and General Shoupe records the same in his diary — that the enemy had in store, at Allatoona, large supplies which were guarded by two or three regiments. As one of the main objects of the campaign was to deprive the enemy of provisions, Major General French was ordered to move with his Division, capture the garrison, if practicable, and gain possession of the supplies. Accordingly, on the 5th, at 10 a. m., after a refusal to surrender, he attacked the Federal forces at Allatoona, and succeeded the attempt. Major L. Perot, adjutant of Ector's brigade, has informed me by letter that our troops were in possession of these stores during several hours, and could easily have destroyed them. If this assertion be correct, I presume Major General French forbade their destruction, in the conviction of his ability to successfully remove them for the use of the Confederate Army. Our soldiers fought with great courage; during the engagement Brigadier General Young, a brave and efficient of
s color to their charge of rashness as a commander, in the following passage: I did not suppose that General Hood, though rash, would venture to attack fortified places like Allatoona, Resaca, Decatur and Nashville; but he did so, and in so doing, played into our hands perfectly. Sherman's Memoirs, vol. II, page 167. And yet from other portions of his Memoirs it will be seen that I did not attack either Resaca, Decatur, or Nashville. My official report will also show that Major General French assaulted Allatoona, whilst under discretionary orders. Thus, in none of these instances is General Sherman correct. Touching this same accusation of rashness, put forth by my opponents, I shall merely state that the confidence reposed in me upon so many occasions, and during a service of three years, by Generals Lee, Jackson, and Longstreet, in addition to the letters of these distinguished commanders, expressive of satisfaction with my course, is a sufficient refutation of the c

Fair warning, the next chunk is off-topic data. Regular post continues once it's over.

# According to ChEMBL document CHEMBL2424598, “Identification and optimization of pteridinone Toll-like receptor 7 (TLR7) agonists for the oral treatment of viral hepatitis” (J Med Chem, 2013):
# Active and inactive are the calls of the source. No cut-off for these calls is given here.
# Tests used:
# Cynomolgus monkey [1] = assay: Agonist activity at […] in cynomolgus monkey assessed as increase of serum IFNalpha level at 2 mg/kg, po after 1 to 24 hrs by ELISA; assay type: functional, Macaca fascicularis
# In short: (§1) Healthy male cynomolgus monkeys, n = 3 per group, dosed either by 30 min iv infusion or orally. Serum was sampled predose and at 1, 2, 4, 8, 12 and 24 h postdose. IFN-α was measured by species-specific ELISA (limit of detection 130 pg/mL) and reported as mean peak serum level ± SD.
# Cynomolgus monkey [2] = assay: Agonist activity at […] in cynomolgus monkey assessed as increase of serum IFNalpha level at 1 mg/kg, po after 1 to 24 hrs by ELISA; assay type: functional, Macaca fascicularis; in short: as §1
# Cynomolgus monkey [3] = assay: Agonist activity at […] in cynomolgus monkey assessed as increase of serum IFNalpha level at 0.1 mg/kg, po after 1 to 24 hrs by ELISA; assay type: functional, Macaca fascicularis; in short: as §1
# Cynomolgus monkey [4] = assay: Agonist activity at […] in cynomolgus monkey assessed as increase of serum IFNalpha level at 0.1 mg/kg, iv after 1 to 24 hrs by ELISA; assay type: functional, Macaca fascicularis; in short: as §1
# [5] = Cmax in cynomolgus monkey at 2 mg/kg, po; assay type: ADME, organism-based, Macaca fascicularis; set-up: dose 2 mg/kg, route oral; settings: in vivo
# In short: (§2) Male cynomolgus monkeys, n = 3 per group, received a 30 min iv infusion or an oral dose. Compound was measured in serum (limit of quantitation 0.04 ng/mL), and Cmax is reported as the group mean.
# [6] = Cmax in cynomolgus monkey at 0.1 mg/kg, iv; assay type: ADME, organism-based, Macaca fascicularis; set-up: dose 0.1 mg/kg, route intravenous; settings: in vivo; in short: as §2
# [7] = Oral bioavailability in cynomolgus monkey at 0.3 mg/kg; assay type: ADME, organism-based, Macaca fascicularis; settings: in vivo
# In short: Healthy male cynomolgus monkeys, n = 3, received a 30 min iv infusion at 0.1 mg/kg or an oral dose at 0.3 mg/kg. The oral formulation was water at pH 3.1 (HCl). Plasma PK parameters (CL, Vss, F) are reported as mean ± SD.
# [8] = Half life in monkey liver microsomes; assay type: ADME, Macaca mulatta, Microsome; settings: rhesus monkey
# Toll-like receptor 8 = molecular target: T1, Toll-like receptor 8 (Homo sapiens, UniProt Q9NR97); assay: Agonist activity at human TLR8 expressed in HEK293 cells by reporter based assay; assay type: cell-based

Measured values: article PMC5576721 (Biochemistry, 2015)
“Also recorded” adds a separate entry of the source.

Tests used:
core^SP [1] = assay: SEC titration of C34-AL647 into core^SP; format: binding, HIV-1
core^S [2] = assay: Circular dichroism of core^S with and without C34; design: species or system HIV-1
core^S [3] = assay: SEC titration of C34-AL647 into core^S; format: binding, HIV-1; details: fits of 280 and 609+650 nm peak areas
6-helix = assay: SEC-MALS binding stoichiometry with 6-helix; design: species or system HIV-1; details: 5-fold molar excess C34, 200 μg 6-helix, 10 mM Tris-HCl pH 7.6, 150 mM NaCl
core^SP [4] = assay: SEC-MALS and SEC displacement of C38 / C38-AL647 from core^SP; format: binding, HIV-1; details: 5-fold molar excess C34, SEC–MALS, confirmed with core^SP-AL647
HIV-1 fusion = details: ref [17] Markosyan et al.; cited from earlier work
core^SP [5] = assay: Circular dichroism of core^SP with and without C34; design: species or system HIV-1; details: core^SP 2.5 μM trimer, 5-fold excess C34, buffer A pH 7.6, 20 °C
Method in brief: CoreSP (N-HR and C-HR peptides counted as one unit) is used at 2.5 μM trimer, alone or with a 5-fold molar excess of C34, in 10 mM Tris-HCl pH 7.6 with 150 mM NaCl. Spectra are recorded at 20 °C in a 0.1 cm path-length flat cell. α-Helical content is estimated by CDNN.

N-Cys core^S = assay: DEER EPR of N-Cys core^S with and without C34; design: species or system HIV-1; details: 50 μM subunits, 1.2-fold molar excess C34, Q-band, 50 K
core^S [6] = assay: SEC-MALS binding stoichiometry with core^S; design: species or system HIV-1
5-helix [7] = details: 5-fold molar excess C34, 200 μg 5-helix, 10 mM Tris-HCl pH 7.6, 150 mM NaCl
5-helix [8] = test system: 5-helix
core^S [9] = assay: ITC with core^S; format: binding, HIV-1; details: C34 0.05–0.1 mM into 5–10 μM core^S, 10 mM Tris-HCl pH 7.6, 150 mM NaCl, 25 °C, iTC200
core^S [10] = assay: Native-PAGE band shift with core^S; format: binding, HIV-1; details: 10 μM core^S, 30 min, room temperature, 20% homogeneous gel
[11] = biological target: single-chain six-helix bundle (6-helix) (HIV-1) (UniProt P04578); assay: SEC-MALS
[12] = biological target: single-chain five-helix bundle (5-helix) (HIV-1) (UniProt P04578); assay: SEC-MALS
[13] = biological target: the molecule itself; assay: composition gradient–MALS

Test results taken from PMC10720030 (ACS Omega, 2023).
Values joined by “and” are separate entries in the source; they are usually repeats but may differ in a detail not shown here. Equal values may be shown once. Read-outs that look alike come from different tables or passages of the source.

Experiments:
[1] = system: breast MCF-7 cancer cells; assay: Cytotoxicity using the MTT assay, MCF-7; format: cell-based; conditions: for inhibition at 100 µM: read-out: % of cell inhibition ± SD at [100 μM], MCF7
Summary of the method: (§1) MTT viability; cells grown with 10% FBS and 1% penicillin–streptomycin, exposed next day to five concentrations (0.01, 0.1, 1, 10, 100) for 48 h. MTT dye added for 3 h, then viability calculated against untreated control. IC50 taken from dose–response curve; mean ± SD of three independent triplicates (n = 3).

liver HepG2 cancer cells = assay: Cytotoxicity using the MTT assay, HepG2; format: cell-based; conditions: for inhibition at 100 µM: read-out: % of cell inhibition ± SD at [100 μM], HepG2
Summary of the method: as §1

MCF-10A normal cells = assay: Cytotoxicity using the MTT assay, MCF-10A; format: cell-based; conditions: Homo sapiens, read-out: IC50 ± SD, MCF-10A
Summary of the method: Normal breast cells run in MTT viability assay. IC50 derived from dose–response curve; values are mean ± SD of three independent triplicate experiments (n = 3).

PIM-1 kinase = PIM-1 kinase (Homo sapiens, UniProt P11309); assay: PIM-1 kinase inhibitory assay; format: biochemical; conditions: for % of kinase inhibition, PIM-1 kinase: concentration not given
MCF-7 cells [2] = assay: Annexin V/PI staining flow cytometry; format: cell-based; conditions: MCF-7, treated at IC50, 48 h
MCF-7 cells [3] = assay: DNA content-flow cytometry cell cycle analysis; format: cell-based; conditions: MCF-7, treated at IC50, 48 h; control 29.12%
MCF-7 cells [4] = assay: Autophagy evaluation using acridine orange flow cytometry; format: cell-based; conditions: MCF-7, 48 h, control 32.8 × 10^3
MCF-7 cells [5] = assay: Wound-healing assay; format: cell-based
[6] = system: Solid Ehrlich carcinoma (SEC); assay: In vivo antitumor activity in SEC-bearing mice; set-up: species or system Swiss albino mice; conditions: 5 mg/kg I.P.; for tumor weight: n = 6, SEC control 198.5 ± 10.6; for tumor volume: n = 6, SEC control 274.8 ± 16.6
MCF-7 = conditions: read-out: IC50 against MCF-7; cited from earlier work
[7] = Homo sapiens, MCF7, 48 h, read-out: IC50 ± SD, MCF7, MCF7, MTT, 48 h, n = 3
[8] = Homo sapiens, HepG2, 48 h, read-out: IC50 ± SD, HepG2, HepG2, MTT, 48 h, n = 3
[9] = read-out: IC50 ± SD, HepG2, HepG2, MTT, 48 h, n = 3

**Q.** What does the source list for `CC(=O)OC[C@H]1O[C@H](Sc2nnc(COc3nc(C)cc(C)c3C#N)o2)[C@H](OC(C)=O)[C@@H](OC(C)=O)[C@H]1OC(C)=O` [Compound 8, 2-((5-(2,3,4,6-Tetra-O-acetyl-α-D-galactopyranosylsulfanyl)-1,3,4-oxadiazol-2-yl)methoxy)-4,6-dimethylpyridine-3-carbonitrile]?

take possession of the place, if, in his judgment, when he reached there, he deemed it practicable. Accordingly, Major General French was sent, who attacked the place early on the morning of the 6th of October, and quickly carried the enemy's outer of works, drawing him into a redoubt, and with that exception carried the place. Just at this critical juncture he (General French) received information which he considered correct, but which subsequently proved false, that a large body of the enemown orders were to move with the divisions named to the point where our own line of works crossed the Lick-Skillet road. French's Division, when relieved, and one from some other corps, were to rejoin us, and at an early hour next morning we were toent servant, (Signed,) Alexander P. Stewart, Lieutenant General. Reports from Loring's Division and from Major General French of action, July 20th, forwarded with this. Others will be forwarded when received. Respectfully, (Signed,)